Alice's Grandmother's House

"When the policemen were questioning me, I remembered that mommy and I used to live in Wuppertal when I was little. Not grandma. The police looked it up and I was right. And mommy's name wasn't Van Dam, but Krueger. And then I remembered- I told this to the police- that we always took the train to grandma. It couldn't have been very far because we always got back the same night. And when grandma read to me, the pages rustled as she turned them because tiny bits of coal came through the window. And then the policemen said it was very simple- grandma lived in the Ruhr district."
"The Ruhr district."
"Is that big?"
"Not particularly. We'll manage it."
In Bulmker Park last year, in the rain, after walking as far as I had dared from Gelsenkirchen Hauptbahnhof, I realised I would not have enough time to reach Erdbrüggenstrasse, the location of Alice’s grandmothers’ house from Alice in the Cities, and returned to the station in order to catch a connecting train for my ICE service to Hamburg. Incomplete, my improvisation having failed, I knew I would one day return to Gelsenkirchen. It was also the point where I realised that this project would become bigger than I had initially planned. This had started as two points on the route of a railway journey where I could find the locations of two of Wim Wenders’ films from the 1970s as I made my way to Stockholm; in Wuppertal last year, finding the cafe where Alice remembers, “Grandmother never lived in Wuppertal,” felt significant, but I had not adequately planned how I might get to Gelsenkirchen to find Alice’s grandmother’s house the same day.

After Philip leaves Alice with the police in Wuppertal, he goes to a Chuck Berry concert, where a brief snippet of Berry playing ‘Memphis Tennessee’ is cut into Philip sat on the ground in the audience. Returning to Sonnborner Strasse by car after dark, as he parks outside the hotel, Alice appears, having run away from the police station, and gets into the passenger seat: “Now I know where grandma lives."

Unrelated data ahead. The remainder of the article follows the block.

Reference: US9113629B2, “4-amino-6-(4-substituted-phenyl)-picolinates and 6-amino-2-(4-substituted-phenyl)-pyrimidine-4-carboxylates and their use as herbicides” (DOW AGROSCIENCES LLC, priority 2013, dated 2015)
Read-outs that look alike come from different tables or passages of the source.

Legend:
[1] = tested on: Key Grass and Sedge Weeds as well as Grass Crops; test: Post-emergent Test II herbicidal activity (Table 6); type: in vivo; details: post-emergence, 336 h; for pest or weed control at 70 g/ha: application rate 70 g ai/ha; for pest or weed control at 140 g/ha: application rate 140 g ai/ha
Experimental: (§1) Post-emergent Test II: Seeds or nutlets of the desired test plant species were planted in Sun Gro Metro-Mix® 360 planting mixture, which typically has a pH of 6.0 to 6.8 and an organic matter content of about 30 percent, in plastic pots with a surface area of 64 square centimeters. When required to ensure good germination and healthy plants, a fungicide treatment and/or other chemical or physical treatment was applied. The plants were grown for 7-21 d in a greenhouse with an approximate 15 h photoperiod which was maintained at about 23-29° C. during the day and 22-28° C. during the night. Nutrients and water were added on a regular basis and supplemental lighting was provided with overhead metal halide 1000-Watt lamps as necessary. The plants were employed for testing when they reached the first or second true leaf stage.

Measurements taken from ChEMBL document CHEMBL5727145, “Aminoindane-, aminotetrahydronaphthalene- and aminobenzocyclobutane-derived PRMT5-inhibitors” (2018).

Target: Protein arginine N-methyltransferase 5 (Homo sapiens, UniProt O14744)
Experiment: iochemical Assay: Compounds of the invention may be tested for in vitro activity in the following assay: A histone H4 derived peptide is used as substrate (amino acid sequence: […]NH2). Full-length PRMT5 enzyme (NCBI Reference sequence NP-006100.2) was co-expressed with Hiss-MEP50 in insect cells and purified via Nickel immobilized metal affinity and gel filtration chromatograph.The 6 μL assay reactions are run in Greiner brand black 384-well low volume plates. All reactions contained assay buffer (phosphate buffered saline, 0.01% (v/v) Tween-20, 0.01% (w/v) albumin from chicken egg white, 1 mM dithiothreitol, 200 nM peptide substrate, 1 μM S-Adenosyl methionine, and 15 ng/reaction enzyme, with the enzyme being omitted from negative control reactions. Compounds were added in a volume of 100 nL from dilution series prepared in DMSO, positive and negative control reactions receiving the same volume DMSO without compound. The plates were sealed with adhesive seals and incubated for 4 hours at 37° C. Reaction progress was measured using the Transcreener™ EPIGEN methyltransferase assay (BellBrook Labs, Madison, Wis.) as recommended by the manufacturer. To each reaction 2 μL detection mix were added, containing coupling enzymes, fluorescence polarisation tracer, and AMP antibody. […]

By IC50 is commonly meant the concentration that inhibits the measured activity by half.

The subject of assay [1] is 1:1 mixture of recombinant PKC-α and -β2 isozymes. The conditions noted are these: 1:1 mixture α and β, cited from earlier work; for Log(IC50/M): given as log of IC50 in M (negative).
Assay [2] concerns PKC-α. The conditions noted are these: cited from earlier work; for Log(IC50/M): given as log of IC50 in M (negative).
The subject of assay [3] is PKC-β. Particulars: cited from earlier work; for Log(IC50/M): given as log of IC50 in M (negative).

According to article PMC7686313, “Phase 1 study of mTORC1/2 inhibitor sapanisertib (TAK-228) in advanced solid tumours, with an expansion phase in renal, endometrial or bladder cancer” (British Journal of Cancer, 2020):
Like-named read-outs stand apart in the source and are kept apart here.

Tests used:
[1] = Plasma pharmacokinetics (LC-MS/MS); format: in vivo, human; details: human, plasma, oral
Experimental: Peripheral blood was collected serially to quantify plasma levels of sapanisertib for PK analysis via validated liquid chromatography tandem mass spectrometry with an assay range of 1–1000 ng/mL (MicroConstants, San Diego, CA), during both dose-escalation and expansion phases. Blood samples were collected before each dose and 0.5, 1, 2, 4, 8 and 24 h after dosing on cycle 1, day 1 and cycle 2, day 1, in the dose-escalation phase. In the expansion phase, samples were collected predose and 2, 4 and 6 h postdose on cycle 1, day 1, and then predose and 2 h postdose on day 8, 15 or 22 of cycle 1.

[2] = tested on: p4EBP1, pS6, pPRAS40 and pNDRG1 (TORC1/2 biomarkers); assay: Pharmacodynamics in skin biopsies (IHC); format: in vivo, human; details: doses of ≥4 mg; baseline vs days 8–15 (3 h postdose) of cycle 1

"You do? Then we'd better get out of here"

After leaving Wuppertal at night, there’s a cut to a brief scene in daytime. Alice wakes from the back seat of the hired car. Philip is seated at a picnic table studying a road atlas. Behind is a view from the top of a hill: prominent in this view is the large gas holder that still remains as a landmark in Oberhausen. The background presence of Oberhausen brings to mind the famous manifesto of a decade before Alice in the Cities, announcing “Papas Kino ist tot,” but it also returns Wenders to his adolescence: “The last years of high school I spent in the Ruhr region, at the Freiherr-vom-Stein-Gymnasium in Oberhausen-Sterkrade.” (Wim Wenders, ’Talking About Germany’). After making his early films first as a student, then as a professional in Munich, followed by The Scarlet Letter, with locations in Spain standing in for New England, it’s notable that all three of the road movies trilogy touch on familiar landscapes for Wenders. As well as the sequences of Alice in the Cities around the Ruhr, Wrong Move takes Wilhelm from the mouth of the Elbe to Bonn and follows the Rhine past Boppard and Osterpai (“…that long climb, you see in the distance the small town of Boppard where my mother was born and where I spent a great part of my childhood, immediately after the war.” Wim Wenders, 'Le Souffle de l’Ange'), and even Kings of the Road, which roughly traces the border between West and East Germany, has its motorbike and sidecar diversion to the island on the Rhine that was Bruno’s childhood home. Perhaps with a familiar landscape, Wenders felt comfortable enough to take risks in form and narrative. As they breakfast on the hill above Oberhausen, Philip tells Alice that there’s a lot of Kruegers in the Ruhr district: “We'll have to know your grandmother's first name.”
"Grandma." [a pause] "Didn't I show you the photo?"
"What photo?"
"I didn't show it to the police and forgot about it."
"That makes things very easy."
The photographs that Alice produces apparently show Alice when younger, the house, and one of Lisa Kreuzer that, from its background, was taken in New York, like a reminder to Wenders himself. Was this revelation always planned? Or is the reason that the photograph of Alice’s grandmother’s house, apparently previously forgotten, first appears here, due to the improvisational methods of Wenders’ film-making adopted with Alice in the Cities? Comparison of the photograph that Alice produces here, and the scene when they find the house, shows an almost identical image, the angle of view a little different, but the foliage on the trees is the same (in the fiction of the film, the photograph of the house is from at least two years previously). This emphasises the possibility that the photograph was shot at the same time the scene was filmed, that the location was not previously found and photographed at an earlier point in the film’s production.

There’s a fade in from black to them driving. Philip, Wender’s alter ego, reveals to Alice he lived in the Ruhr as a child and went to school there.
"Where are we going first?"
"Essen."
"Good, I'm hungry."